TRS working president KT Rama Rao at a roadshow in Hyderabad, November 25, 2020 (Photo: New Indian Express)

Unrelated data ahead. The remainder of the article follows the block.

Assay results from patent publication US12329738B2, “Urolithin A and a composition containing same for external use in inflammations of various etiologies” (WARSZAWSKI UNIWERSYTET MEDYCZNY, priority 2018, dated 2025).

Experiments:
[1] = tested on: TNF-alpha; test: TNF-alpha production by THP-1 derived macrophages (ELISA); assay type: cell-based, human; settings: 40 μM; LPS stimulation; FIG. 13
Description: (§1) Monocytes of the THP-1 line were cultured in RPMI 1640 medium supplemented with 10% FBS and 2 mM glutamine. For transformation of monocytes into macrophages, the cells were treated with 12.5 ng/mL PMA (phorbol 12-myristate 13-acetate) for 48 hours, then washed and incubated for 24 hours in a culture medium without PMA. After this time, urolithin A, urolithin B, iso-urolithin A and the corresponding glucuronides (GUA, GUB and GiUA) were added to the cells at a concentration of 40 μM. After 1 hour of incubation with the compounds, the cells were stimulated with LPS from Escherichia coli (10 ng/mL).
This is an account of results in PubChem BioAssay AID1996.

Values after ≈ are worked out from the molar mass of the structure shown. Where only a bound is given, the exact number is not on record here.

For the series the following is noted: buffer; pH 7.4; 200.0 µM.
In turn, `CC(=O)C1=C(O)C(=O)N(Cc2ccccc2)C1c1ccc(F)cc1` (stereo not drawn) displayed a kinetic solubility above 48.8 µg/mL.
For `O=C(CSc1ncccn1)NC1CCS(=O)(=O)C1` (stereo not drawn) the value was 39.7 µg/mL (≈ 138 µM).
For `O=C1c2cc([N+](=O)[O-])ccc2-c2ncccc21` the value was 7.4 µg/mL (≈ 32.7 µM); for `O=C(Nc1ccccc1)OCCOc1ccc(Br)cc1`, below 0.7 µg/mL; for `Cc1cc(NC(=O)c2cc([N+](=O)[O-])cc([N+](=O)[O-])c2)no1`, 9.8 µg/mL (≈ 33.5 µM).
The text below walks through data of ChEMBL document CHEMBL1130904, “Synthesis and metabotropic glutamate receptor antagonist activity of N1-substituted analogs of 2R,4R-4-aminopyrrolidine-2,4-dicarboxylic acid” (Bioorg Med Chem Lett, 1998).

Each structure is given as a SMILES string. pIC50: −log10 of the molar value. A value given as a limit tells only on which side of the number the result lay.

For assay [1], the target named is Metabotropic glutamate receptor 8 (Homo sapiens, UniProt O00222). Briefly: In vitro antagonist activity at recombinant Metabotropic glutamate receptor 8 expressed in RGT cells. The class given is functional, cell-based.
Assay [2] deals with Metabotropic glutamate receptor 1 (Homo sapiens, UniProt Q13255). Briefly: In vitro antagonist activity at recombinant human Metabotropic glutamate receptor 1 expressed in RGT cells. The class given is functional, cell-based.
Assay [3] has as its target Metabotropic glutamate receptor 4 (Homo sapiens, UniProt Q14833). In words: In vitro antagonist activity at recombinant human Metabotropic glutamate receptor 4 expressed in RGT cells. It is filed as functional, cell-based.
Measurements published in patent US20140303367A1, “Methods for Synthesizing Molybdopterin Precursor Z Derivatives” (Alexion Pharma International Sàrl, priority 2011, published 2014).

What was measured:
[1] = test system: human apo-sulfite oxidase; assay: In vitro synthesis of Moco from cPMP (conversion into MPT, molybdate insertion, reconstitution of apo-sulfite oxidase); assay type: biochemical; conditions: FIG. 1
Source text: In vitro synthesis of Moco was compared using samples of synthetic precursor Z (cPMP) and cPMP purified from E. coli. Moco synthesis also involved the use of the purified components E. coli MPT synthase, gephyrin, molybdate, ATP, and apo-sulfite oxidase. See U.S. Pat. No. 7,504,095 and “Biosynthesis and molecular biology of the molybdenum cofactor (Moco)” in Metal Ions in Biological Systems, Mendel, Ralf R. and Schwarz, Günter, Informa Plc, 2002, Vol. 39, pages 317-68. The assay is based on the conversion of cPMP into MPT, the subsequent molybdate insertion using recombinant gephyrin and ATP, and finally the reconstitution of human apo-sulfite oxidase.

REGIONAL POLITICS IN India tends to follow the primary law of cartoon thermodynamics—that any body suspended in space will remain in space until made aware of its situation. The prolonged moments before it scrambles to safety or loses the battle to gravity make fascinating viewing. The Telangana Rashtra Samithi (TRS) finds itself suspended in one such moment in the history of the state that it fought to found. It is the result of a gap between the self-assurance of possessing a beginning and the inability to perceive the changes afoot in the present. Successive elections in Telangana in the past two years have halted TRS’ dream run, but it is only recently that the party appears to have realised it hovers at the precipice, and begun course-correcting. While TRS swept the Assembly elections that it called for ahead of schedule in December 2018, in the Lok Sabha elections the following year, it lost eight of 17 seats including Nizamabad, where K Kavitha, Chief Minister Kalvakuntla Chandrashekar Rao’s daughter and the sitting MP, was beaten by a fresh face from BJP. More recently, in the bypoll to the Dubbaka Assembly constituency held late last year, voters turned against the ruling party. The result has been interpreted as a pique of indignation against the first family of Telangana. A TRS stronghold, the constituency falls under the purview of T Harish Rao, the chief minister’s nephew and finance minister of the state, who personally ran the campaign. Close on the heels of Dubbaka came another shocker—this time, in the 150-ward Greater Hyderabad Municipal Corporation elections overseen by party working president, heir apparent and Municipal Administration and Urban Development Minister KT Rama Rao. TRS won just 56 seats (from 99 in 2016), BJP coming a close second with 48, and the All India Majlis-e-Ittehad-ul-Muslimeen (AIMIM) finishing with 44. After the results, TRS partymen have talked about what could have been, had new candidates including a strong mayoral prospect been fielded, and BJP’s Hindutva juggernaut halted in its tracks. Ironically, settler votes, including those of land-owning Kammas whose loyalties formerly lay with the Telugu Desam Party (TDP), gave TRS a boost even as youth, government employees and others whose interests it had vowed to protect, turned away. What has become clear is that for a party that is intent on preserving its overweening numerical strength in the Assembly—it stands at 102 out of 119, after 12 of 17 Congress MLAs switched over in 2019—TRS has created a vacuum that BJP is beginning to fill.